“Every day they had food coloring on them,” said instructor Donnelle Orzech, who teaches third grade at Pleasant Elementary.
To end the week, her campers made lemonade and sold it to other other children at the stand they built and painted. They also made slime, launched bottle rockets and completed an egg-drop challenge.
Forty students who will be in third through fifth grade attended the STEM camp (STEM stands for science, technology, engineering and math.)
“We should be able to grow it from here, based on the feedback from the parents,” Norwalk City Schools Superintendent George Fisk told the school board. “It was a good first year.”
Campers designed, built and tested toys that fly, spin and wobble in one session. In another, they blended math and science skills based on the classic children’s novel “Charlotte’s Web.”
Fisk said parents told him they were amazed the camp didn’t cost anything — it used Title IV federal grant money.
Tiffany O’Neil led a session called “Edible STEM.”
“Everything that we made could have been eaten,” said O’Neil, who teaches computers to district kindergartners through third-grade students. “I think they were all ready to eat all the food we made, but I hope they took some of the science with them.”
Campers made solar ovens using pizza boxes donated by Domino’s and placed them on the front sidewalk.
“We cut a panel at the top and covered it with aluminum foil. The window that we have we covered with saran wrap. The aluminum foil will reflect the heat into the box. The saran wrap will hold the heat inside of the box and cook (whatever is) inside. They painted the bottom of the box to absorb the heat,” O’Neil added.
Campers used thermometers to track the temperature inside their solar ovens, and their food sat on glass plates. They also estimated the boxes might get as hot as 150 degrees if they left them outside for about an hour.
Donald Huggins decided to make toast inside his solar oven while many other campers made S’mores. The 9-year-old son of Vincent and Elizabeth estimated it would take 20 minutes to an hour to make toast.
“On a day like today, it’s not too too hot and I think one of ours got a little over 100 degrees inside the box, which is pretty cool,” O’Neil said.
“But they haven’t been very good at keeping the boxes closed,” O’Neil said, laughing. “Yeah, ‘cuz as soon as they open it, it lets that heat out. But for a day like today, it’s not too hot out; 150 (degrees) is pretty good.”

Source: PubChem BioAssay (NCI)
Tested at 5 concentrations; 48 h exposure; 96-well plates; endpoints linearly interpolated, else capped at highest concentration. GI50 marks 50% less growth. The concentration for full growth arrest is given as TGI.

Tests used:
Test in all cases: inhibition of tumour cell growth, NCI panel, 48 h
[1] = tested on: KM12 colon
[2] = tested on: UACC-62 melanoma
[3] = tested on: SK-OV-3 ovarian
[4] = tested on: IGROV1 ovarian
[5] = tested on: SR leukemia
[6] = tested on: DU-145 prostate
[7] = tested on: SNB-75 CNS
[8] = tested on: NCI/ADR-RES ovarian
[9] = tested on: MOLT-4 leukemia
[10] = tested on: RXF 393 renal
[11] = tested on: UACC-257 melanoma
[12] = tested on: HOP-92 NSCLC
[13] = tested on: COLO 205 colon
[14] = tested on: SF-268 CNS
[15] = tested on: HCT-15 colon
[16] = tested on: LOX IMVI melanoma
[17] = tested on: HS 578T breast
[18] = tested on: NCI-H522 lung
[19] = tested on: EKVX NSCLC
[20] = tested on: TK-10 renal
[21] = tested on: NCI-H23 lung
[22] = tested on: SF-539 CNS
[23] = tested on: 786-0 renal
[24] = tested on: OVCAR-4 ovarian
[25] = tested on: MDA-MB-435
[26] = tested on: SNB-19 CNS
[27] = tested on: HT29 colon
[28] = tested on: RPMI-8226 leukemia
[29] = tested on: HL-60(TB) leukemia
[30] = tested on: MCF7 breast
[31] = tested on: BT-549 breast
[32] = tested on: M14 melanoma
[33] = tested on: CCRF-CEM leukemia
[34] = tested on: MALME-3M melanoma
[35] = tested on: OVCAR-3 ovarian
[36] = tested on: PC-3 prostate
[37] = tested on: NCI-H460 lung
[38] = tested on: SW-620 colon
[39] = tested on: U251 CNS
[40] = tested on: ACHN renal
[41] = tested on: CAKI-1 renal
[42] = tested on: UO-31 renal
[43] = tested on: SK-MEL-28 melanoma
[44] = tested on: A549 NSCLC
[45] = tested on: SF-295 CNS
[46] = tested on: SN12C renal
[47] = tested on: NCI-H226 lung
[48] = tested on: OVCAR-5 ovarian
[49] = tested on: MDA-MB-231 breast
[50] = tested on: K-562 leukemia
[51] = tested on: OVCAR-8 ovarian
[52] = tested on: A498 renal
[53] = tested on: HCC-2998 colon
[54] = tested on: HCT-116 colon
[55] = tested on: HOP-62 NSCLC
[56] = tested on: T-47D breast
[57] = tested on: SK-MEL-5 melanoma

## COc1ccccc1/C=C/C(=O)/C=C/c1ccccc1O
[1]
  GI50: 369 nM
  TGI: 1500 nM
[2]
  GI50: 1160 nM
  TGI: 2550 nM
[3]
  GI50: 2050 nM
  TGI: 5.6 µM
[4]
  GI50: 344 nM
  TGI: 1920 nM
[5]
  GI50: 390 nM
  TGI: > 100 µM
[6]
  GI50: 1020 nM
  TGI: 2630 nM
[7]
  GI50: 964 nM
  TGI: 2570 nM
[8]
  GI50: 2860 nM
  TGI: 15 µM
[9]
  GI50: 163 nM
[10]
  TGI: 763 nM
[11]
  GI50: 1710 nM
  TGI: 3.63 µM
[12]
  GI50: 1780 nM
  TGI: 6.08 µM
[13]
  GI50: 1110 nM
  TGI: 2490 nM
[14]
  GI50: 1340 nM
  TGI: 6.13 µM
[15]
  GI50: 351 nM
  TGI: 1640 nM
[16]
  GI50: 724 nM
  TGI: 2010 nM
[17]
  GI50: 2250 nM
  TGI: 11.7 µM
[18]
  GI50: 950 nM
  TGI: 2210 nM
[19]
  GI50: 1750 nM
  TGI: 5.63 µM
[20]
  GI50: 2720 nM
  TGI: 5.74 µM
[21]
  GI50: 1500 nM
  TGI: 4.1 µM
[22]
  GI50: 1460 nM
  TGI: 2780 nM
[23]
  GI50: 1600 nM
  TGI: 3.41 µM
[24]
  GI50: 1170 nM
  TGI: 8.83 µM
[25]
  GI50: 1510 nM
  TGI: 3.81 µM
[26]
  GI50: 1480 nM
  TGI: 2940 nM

Scott Spettle, who teaches the Maker Space class at Main Street School, was the instructor for the session in which campers learned to build and launch a model rocket. He provides technology training for the district.
“The students in all the sessions are engaged and having fun while learning something new. I have had a few of the students in my group already talk about wanting to come back again next summer,” Spettle said in updating the school board.
Spettle’s campers launched their rockets Friday morning outside of the NHS softball field.
“It’s weird how the rockets launch with just a little engine in it,” said Spettle’s 8-year-old son Henry.
Parachutes packed inside each of the cardboard rockets helped them land, but one didn’t do what it was supposed to do.
“One completely fell out,” said the son of Scott and Kellie, who was happy with the way his rocket performed. “Some went higher than others.”
Campers used a 3D printer at NHS to create the nose cones. Henry Spettle decided to make his rounded.
“It made it slower and it didn’t go as high,” he said.
Jett Scheid made his nose cone long and very pointed.
“It probably made it go higher, so it would go faster also. … I expected it to go lower, so it actually went higher than I expected,” said Ken and Beth’s son, who used a 3-D printer for the first time during camp. “It was actually really cool.”
Since the campers had time, they used the printer to make key chains with their names.
“One 3-D printer had one in it and it took an hour. And then other ones had four and it took three hours,” Scheid said.
Orzech’s campers “hatched dinosaurs” but putting toy dinosaurs in water-filled balloons, which also contained food dye. The balloons went in the freezer over night.
“We broke them open the next day,” said Lindy Winkleman, the daughter of Chad and Amy.
The 9-year-old girl was surprised at the hollow parts around the frozen dinosaur.
“I thought they would freeze all the way,” she said. “I didn’t think it would be hollow.”
Of the possible changes for next summer, Fisk said students could go through a cycle of the sessions, instead of just being enrolled in one for the entire week.